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Women's Hall of Fame inducts four

Entrepreneur. Preservationist. Business leader. Activist. Visionary. Public servant.

These are a few of the words used to describe the 2008 Red Wing Women's Hall of Fame inductees -- Suzanne Blue, Marcy Doyle, Mary Miller and Mary Ann Weigenant.

The Women's Network honored these individuals Wednesday for their ongoing contributions to the community and their championing of opportunities for women.

The day also had an international feel. Tsering Dolma of the Tibetan Women's Association, Minnesota Branch, spoke about her group's efforts here and abroad. She called her selection as guest speaker both an auspicious coincidence and an honor.

"This is the day the Tibetan Women's Association was founded in 1959," she said to a round of applause.

Her organization champions women's rights in Tibet and calls attention to human rights there. Tibet was independent until 1949, when China took control. A revolt failed in 1959, but the Tibetan Women's Association was born, she said.

Today, the association raises money, in addition to global awareness, to help Tibetan women receive an education. She's hopeful these women will keep Tibetan culture and history alive, as well as become leaders.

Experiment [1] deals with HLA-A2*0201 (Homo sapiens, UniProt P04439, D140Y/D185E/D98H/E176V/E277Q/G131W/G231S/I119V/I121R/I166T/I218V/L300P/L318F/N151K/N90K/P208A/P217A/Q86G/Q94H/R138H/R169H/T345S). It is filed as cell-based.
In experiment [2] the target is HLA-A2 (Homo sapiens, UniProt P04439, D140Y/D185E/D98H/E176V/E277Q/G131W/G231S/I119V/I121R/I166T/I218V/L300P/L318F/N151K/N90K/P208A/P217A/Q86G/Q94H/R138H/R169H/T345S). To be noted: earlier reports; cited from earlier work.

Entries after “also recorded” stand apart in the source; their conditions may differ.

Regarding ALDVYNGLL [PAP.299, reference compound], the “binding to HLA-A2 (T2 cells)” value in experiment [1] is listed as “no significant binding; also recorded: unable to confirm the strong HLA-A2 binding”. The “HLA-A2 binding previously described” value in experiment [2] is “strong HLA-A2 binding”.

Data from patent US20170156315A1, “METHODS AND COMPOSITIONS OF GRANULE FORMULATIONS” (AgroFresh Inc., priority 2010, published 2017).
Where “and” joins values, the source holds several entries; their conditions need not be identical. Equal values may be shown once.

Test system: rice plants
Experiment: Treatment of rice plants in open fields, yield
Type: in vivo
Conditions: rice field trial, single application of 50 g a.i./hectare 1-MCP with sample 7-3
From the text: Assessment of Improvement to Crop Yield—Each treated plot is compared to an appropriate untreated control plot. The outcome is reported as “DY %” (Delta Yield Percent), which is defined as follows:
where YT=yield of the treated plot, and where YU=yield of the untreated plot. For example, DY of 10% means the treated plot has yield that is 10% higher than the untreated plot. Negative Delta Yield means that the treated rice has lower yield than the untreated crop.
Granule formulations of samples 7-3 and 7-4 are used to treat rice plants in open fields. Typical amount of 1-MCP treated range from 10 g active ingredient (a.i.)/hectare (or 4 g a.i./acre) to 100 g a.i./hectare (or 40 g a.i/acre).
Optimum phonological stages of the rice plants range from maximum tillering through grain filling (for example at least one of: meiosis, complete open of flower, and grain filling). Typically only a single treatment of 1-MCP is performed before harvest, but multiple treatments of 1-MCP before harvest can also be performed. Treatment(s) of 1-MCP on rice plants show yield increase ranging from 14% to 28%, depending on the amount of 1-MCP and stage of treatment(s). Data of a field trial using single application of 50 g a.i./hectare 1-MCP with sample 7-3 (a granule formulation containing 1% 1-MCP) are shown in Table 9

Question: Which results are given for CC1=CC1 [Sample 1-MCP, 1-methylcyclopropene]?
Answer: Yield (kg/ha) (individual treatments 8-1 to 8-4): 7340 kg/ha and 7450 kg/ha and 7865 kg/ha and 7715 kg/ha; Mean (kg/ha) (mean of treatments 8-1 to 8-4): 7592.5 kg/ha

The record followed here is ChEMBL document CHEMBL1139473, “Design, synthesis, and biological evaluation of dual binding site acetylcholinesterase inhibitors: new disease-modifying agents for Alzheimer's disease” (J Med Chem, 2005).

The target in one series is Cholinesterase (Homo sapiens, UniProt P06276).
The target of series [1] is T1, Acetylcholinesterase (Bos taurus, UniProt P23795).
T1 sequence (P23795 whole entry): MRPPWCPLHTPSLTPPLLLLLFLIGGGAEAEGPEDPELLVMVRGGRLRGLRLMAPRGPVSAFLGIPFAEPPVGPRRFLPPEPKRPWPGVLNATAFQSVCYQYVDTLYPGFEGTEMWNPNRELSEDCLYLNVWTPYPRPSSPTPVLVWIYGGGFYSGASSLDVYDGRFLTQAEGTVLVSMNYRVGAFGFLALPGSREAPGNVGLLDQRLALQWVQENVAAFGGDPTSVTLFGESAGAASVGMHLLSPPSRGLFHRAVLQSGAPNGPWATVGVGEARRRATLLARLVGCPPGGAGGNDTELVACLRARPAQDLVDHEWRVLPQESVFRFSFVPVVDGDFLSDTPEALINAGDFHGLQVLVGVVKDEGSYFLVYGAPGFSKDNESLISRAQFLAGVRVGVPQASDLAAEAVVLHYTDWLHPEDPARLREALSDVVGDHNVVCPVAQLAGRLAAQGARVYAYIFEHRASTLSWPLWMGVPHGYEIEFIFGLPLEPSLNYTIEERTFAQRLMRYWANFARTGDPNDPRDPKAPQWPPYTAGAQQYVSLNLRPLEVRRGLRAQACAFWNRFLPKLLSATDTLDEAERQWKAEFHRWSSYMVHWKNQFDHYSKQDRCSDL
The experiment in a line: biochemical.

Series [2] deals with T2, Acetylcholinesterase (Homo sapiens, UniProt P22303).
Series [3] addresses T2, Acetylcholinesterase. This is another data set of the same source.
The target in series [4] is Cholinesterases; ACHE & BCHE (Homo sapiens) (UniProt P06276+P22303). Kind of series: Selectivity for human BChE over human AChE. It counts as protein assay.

Dolma noted that she received an invitation to Red Wing Women's Network via Doyle last year. The timing to accept the speaking engagement -- her first ever in English -- proved to be just right.

March also is International Women's Month. This marks a celebration of the economic, social, cultural and political achievements of women.

Doyle was honored for community activism. She was field operations supervisor for the 1980 census, covering the 1st Congressional District. A League of Women Voters past president, a Habitat for Humanity executive director and volunteer, and a Women's Network charter member, she also is a 2008 recipient of the Sue Rockne DFL Award.

"To be chosen from and honored by my peers -- the people who came before us and who will come after -- is an honor," Doyle said.

Blue helped found the Women's Network 26 years ago. At that time, women weren't allowed in "men's clubs" such as Kiwanis, Lions and Rotary. The founders felt it was important that women in business have a similar opportunity.

"I've been involved in a lot of work I've enjoyed," Blue said. Citywide heritage preservation efforts have been among those.

Weigenant was unable to attend, but network members recognized her as the city's first female leader of the Housing & Redevelopment Authority and her years on the City Council.

Miller is credited for bringing the hospice concept to Red Wing. Her resume includes involvement in numerous organizations and historic preservation efforts.

"You don't do these things alone. The people who worked with me deserve most of the credit, and they have become good friends," Miller said.

"But I thank you anyway," she added, generating ripples of laughter across the room.